ately from the original data, by verifying that peak renal uranium concentrations were estimated appropriately with the same model, by re-evaluating its interpretation of some studies, and by re-evaluating the dataset by considering the relevance of route of exposure and chemical form to those in the military-exposure scenarios. Depending on the outcome of that review and later calculations, the upper bound of the REG-0 range might need to be revised and the lower bound of the REG-1 range modified accordingly. Because of the uncertainties associated with such estimates, the Army should avoid setting REG values that suggest a great deal of precision, particularly for renal concentrations below 3 μg/g.
Cancer risk estimates should be calculated for levels II and III exposure to determine whether decontamination of vehicles perforated by DU munitions should be conducted to reduce the risk of fatal cancer from exposure of unprotected people.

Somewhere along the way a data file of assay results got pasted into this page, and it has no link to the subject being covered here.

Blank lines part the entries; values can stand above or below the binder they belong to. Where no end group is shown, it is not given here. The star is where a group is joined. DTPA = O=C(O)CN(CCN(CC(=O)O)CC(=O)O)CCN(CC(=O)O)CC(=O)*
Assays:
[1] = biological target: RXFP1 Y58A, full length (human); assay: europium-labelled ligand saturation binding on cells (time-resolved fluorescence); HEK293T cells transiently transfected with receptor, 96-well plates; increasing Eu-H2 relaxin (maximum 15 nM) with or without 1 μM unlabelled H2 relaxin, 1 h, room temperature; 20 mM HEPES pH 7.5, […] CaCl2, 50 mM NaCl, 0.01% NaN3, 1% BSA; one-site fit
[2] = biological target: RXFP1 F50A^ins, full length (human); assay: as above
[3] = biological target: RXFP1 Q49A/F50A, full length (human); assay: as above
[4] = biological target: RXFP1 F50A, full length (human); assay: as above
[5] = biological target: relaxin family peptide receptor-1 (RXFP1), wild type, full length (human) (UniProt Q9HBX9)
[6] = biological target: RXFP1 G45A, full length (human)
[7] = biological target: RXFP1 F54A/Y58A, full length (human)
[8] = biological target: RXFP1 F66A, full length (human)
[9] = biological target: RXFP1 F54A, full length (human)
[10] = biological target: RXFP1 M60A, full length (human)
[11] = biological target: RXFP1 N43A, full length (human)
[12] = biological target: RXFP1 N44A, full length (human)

For level II personnel working in vehicles perforated by DU munitions, the number of hours should be limited, and protective equipment, particularly respirators, should be used to reduce potentially important cumulative DU exposure.
If Gulf War level II personnel who had several hours of unprotected exposure to DU in perforated vehicles can be identified, they should receive health monitoring.